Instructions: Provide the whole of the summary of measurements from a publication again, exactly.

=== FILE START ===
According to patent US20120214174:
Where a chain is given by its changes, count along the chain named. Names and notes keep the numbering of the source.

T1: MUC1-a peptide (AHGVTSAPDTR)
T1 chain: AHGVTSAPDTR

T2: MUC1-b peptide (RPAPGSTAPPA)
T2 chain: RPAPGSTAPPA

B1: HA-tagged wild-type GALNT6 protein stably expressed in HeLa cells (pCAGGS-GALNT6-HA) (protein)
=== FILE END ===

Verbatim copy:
According to patent US20120214174:
Where a chain is given by its changes, count along the chain named. Names and notes keep the numbering of the source.

T1: MUC1-a peptide (AHGVTSAPDTR)
T1 chain: AHGVTSAPDTR

T2: MUC1-b peptide (RPAPGSTAPPA)
T2 chain: RPAPGSTAPPA

B1: HA-tagged wild-type GALNT6 protein stably expressed in HeLa cells (pCAGGS-GALNT6-HA) (protein)